Carbon deposits are formed by the black soot that collects and hardens in your engine.
Every engine produces carbon. But, some are worse than others.
The reason all engine have carbon is simple. Carbon is a by-product of the combustion process.
So, anytime you have heat, pressure, and oxygen around fuel; you’re going to get the formation of carbon deposits.
So, whether its gas, diesel or even firewood in your fireplace; carbon deposits are going to form. Carbon deposits create cold performance and fuel economy issues. A buildup of carbon inside the combustion chamber also increases the risk of hot spots. As a result, causing engine damaging preignition. Consequently, the problem is that the carbon buildup; restricts the airflow to the engine and causes obvious problems.
The internal combustion engine is a perfect place; for the formation of carbon deposits on:
- Intake valves
- Combustion chambers
- Injector nozzles
- (EGR) valves
Problems From Carbon Deposits
So, carbon buildup in engines can cause all kinds of problems. In both port injected and direct injection engines. If the carbon buildup is in the combustion chamber; it disrupts normal airflow causing turbulence. That turbulence causes the air and fuel to mix unevenly. Which means you’ll have areas of rich and lean mixtures. As a result, creating hotspots in the combustion chamber.
When carbon deposits build up in your engine, they can cause problems.
First of all, the engine will lose power. Carbon buildup can change the fuel ratio in the engine. Sensors may also stop working properly, because of carbon buildup. This is because, carbon buildup can keep the intake valve from closing properly. Finally, this can make the engine sluggish and cause it to stall.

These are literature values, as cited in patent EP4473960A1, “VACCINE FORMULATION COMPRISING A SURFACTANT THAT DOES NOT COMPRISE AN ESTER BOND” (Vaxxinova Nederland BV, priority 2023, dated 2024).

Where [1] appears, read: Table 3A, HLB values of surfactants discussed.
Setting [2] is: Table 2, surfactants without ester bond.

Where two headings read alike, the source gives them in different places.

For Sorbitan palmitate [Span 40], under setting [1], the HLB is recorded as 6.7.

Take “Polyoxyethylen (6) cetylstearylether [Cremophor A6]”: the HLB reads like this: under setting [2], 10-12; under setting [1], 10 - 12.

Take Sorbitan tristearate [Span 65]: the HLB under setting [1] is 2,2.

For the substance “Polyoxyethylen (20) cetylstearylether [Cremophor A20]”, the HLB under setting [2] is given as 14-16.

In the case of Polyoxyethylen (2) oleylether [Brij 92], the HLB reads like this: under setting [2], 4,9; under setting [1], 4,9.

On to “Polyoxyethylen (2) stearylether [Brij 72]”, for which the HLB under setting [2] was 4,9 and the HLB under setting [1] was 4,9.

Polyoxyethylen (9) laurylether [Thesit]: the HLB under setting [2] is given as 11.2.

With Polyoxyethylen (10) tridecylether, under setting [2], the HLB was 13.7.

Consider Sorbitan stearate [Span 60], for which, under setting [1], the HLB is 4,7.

So, there are some things that will cause carbon to build up faster:
- Filling the tank with low grade fuel; which is less purified and usually has more contaminants.
- If the ratio of fuel to air is off, as mentioned above; carbon will accumulate faster.
- Using the car primarily for short trips can also; increase problems with carbon buildup.
Where Do Carbon Deposits Form
Depending on where the deposits form, they can have different effects on the engine. Deposits in the combustion chamber are almost inevitable. They can form in just a few hundred hours of operation.
Deposits on injectors happen for mostly the same reasons. Sometimes small amounts of fuel remain in the injector tip. After the engine is shut down, the heat is still there.
Basically, the fuel will get “slow cooked”; polymerizing and react to oxygen. The end result will be the formation of carbon deposits. And, to make things worse, deposits that form on the intake valves; can restrict airflow through the intake ports.
Which also causes a loss of high speed power. The deposits can also act like a sponge soaking up fuel spray from the injectors. Furthermore, Deposits can also cause valves to stick or even burn.
Common Symptoms Of Carbon Deposits
- Hard engine starts
- Rough cold idle
- Decreased acceleration
- Engine misfires
- Black exhaust clouds under hard acceleration
- Check engine light comes on
Gasoline Direct Injection (GDI) Engines; Are Prone To Carbon Buildup Problems
On (GDI) engines with carbon buildup on the valves; you need an entirely different approach. Fuel injector cleaners will not work on that kind of carbon buildup. Because, the fuel never touches the valves.
In a (GDI) engine the fuel is sprayed, directly into the combustion chamber. As a result, the back of the intake valves never get cleaned.
How To Slow Down The Accumulation Of Carbon Deposits
Fuel injector cleaners can also help injectors, maintain the correct spray pattern. They can ensure that the droplets have the correct size and distribution during ignition. In addition, extra detergents can help to break down deposits. One of the most effective methods for preventing a carbon buildup problem; is updating the engine management software. New software can reduce carbon deposits; by the proper adjustment of valve and spark timing.
You can limit its creation by:
- Using name brand fuel that contains a fuel system cleaner
- Limiting idling time and cold starts
- Employing high quality oil
- Keeping the carburetor/fuel injection system tuned properly
Another contributing factor is constantly evolving technology. As engines become more efficient and are able to squeeze out more power, things heat up even more. So, by playing with the air/fuel mixture, timing and combustion pressure; carbon build up is not going away anytime soon.
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